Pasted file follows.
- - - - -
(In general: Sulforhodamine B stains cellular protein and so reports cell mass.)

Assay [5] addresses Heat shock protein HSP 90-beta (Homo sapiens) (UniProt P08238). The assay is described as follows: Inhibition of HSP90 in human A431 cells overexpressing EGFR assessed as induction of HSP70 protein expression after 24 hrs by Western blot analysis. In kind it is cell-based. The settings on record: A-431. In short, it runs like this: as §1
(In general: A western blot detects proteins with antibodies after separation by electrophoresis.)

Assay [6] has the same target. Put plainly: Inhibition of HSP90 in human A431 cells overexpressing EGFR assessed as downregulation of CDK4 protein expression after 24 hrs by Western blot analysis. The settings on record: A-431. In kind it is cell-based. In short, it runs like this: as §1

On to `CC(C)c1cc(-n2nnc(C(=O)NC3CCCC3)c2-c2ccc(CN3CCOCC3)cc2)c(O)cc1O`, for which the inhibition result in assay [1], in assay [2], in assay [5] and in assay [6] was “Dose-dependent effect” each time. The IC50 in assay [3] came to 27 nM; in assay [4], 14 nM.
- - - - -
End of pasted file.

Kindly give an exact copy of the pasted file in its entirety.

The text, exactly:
(In general: Sulforhodamine B stains cellular protein and so reports cell mass.)

Assay [5] addresses Heat shock protein HSP 90-beta (Homo sapiens) (UniProt P08238). The assay is described as follows: Inhibition of HSP90 in human A431 cells overexpressing EGFR assessed as induction of HSP70 protein expression after 24 hrs by Western blot analysis. In kind it is cell-based. The settings on record: A-431. In short, it runs like this: as §1
(In general: A western blot detects proteins with antibodies after separation by electrophoresis.)

Assay [6] has the same target. Put plainly: Inhibition of HSP90 in human A431 cells overexpressing EGFR assessed as downregulation of CDK4 protein expression after 24 hrs by Western blot analysis. The settings on record: A-431. In kind it is cell-based. In short, it runs like this: as §1

On to `CC(C)c1cc(-n2nnc(C(=O)NC3CCCC3)c2-c2ccc(CN3CCOCC3)cc2)c(O)cc1O`, for which the inhibition result in assay [1], in assay [2], in assay [5] and in assay [6] was “Dose-dependent effect” each time. The IC50 in assay [3] came to 27 nM; in assay [4], 14 nM.